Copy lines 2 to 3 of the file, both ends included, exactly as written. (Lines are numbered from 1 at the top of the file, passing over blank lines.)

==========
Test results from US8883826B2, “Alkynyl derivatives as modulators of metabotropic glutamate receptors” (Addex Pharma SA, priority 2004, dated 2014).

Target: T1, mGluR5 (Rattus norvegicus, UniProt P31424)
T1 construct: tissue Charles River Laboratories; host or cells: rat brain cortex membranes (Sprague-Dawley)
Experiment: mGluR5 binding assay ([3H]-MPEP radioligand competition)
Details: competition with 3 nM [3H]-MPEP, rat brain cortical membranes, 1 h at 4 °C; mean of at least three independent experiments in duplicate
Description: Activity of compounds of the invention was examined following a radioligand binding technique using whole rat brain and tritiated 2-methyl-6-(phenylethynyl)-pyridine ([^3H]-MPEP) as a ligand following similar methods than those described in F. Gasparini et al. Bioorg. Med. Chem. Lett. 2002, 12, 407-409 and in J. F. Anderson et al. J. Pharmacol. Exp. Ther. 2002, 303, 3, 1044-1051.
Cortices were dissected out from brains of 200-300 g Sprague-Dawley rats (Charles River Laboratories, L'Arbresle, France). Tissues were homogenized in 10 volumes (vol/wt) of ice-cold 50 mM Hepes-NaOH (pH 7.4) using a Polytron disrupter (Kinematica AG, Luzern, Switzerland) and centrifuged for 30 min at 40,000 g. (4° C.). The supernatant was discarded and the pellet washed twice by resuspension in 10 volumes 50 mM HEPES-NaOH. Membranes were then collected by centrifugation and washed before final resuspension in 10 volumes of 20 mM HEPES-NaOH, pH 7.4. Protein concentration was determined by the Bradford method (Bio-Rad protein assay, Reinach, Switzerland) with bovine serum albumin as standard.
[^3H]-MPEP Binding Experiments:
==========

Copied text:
Target: T1, mGluR5 (Rattus norvegicus, UniProt P31424)
T1 construct: tissue Charles River Laboratories; host or cells: rat brain cortex membranes (Sprague-Dawley)